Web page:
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tv   Headline News  RT  July 22, 2013 12:00pm-12:30pm EDT

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german intelligence is accused of using america's notorious surveillance program to its advantage that's just weeks after condemned washington's snooping activities. german chancellor angela merkel faces stiff questions over just how involved germany was in the n.s.a. prism spying program. an epidemic of birth defects and cancer in iraq is blamed on the u.s. led coalition's use of depleted uranium in military assaults we report from. the health cost is becoming increasingly visible. and britain's prime minister admits there is too much extremism among the syrian rebels is clearest indication yet that london is unwilling to go for full scale deliveries will be asking what's behind the apparent u. turn.
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studio center in sco this is r.t. with the twenty four hours a day. german magazine claims that intelligence services have been making active use of the us national security agency secret spying program that's raise questions over chancellor merkel's earlier condemnation of washington's surveillance tactics peter all of the reports now from. german chancellor angela merkel had to rigidly said that she only found out of the extent of the united states's spying programs through the media and it now comes out thanks to n.s.a. internal documents that have been reported by dish big news magazine that well they were far more involved than she let on that indeed in fact they quote in the dish
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legal article the internal memos that say that there was a willingness to take risks and pursue new opportunities for cooperation with the u.s. that was shown by the german authorities they also were talking about the head of the b n d germany's foreign security service that he showed an eagerness and a desire to cooperate turns out that germany actually separated one of the main parts of the the expansive spying program that's called x. keyscore program that basically anybody who they were looking into they could find out exactly what was being searched online by that particular person and it's estimated around five hundred million. connections were being monitored every month by the spying program here in germany alone so it was quite an extensive program this news comes out is quite embarrassing time for german chancellor angela merkel there's an election coming up in september the involvement of germany in the n.s.a.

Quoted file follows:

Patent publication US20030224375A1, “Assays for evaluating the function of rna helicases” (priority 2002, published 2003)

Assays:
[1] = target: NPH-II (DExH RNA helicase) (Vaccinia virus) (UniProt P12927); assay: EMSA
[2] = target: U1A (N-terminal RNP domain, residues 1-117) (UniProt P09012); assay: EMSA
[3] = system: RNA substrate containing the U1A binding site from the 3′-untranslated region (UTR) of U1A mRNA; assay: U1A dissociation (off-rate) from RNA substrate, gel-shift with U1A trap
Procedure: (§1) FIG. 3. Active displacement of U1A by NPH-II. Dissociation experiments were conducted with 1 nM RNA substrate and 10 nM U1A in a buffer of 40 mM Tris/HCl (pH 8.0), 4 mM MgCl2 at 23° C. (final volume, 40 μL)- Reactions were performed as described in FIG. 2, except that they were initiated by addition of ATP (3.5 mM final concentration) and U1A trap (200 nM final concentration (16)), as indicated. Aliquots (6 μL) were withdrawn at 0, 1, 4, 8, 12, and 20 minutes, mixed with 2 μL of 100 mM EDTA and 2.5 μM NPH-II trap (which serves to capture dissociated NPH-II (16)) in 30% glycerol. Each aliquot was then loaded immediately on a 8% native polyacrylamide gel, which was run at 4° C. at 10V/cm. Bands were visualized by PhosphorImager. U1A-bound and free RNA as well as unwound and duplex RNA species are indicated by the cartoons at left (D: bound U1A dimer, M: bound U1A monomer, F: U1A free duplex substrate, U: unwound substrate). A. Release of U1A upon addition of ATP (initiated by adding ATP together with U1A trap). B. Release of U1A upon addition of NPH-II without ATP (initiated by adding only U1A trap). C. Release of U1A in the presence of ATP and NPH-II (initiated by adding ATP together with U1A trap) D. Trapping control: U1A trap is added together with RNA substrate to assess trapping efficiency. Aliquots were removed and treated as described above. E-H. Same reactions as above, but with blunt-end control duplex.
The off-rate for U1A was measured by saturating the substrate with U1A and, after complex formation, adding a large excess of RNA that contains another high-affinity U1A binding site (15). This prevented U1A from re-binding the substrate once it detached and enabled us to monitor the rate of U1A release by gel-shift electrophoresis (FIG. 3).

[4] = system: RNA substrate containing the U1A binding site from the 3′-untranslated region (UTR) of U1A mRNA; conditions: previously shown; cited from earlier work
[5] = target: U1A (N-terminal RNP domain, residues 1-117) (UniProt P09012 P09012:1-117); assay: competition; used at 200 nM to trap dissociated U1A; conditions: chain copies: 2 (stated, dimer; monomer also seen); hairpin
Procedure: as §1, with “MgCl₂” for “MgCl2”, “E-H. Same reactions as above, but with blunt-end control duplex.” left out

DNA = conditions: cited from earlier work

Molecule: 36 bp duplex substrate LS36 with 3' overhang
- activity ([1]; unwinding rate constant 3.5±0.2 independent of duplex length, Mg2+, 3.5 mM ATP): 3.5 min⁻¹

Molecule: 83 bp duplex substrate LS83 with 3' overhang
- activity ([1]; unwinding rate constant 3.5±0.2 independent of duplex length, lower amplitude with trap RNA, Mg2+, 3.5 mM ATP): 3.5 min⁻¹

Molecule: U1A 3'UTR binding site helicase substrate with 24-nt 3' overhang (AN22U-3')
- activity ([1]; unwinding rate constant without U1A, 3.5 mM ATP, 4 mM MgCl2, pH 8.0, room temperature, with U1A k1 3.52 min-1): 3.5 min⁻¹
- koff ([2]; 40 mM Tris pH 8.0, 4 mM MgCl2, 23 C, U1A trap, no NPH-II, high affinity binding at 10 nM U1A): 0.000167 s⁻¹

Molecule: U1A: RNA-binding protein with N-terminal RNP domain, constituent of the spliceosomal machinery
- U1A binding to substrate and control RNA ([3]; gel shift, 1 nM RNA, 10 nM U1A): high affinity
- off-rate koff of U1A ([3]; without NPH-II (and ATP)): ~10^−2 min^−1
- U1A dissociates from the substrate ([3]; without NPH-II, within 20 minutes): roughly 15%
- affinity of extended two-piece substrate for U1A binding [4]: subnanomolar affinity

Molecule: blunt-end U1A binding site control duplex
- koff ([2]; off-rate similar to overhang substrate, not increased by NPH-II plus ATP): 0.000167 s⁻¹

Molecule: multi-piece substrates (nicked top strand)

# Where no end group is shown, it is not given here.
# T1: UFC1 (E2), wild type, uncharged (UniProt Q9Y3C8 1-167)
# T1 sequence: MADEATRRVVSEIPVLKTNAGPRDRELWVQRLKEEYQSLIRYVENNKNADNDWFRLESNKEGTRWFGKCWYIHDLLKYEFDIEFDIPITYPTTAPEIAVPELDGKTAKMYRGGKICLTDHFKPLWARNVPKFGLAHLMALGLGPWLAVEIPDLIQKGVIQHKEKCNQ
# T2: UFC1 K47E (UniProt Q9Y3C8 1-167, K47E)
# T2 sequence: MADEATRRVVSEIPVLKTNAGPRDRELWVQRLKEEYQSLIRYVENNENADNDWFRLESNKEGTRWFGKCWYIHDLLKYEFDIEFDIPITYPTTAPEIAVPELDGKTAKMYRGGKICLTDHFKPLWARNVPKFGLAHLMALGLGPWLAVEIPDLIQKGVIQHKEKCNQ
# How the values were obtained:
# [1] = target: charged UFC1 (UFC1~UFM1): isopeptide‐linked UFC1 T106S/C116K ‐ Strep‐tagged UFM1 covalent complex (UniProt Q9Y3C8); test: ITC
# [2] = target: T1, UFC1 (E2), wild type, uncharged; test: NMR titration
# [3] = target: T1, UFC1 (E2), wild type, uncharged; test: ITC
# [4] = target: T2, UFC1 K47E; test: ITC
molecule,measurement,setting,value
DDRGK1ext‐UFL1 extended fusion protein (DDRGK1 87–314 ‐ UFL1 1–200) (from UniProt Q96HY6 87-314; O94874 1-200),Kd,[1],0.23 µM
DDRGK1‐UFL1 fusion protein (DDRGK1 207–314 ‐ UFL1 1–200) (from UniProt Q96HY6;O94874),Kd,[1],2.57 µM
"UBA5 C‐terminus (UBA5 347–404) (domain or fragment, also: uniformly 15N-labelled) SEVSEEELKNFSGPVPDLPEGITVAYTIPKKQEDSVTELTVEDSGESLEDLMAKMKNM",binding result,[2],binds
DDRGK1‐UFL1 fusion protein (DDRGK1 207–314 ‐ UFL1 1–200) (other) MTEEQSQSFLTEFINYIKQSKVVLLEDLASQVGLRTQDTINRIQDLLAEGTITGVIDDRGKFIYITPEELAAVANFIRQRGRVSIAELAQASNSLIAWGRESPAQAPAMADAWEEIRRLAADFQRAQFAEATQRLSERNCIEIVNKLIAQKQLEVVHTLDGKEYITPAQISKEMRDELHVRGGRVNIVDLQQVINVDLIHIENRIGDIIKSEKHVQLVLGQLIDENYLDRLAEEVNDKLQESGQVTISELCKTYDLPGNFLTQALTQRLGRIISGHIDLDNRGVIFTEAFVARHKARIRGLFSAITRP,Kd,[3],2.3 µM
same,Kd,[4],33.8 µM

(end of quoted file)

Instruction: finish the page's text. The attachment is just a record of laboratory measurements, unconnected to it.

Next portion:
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spying program is being used extensively by the opposition mrs merkel was saying before she either didn't know what her own security services were doing or that perhaps she has misled the german people in germany it seems far more involved in the n.s.a. spying program than perhaps they were let on before. the original classified documents released by american whistleblower on the run edward snowden showed that the united states had been closely monitoring europeans especially germans where one german m.e.p. one as far as comparing the practice to the stars he is germany's. infamous secret police the justice minister said the reports were too alarming to be ignored and i'm glad merkel's response was bugging is not what friends do she also condemned what she called cold war tactics lonely my colleague to form a split would be a trick dog and election candidate for the alternative for germany policy you said the chancellor statements don't stand up to scrutiny i don't have any reason to
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believe her everything she said so far has been a lie what we have discovered now is that the germans all are also using american technology for spying on the gym of people so it makes absolutely no sense to say that they did know that there was some spying going on mentioning it we shouldn't call it's buying but monitoring on every single citizen i don't thing that eighty million people are monitored by anybody and the german government does not know it no i don't believe the chancellor becoming has come out and said that his cooperation with u.s. intelligence did help prevent a major terrorist attack in germany in two thousand and seven so do you not think that will certainly sway people in germany to think well perhaps we do need something like this. when the when the federal minister for interior. business minister frederick was asked specifically this question he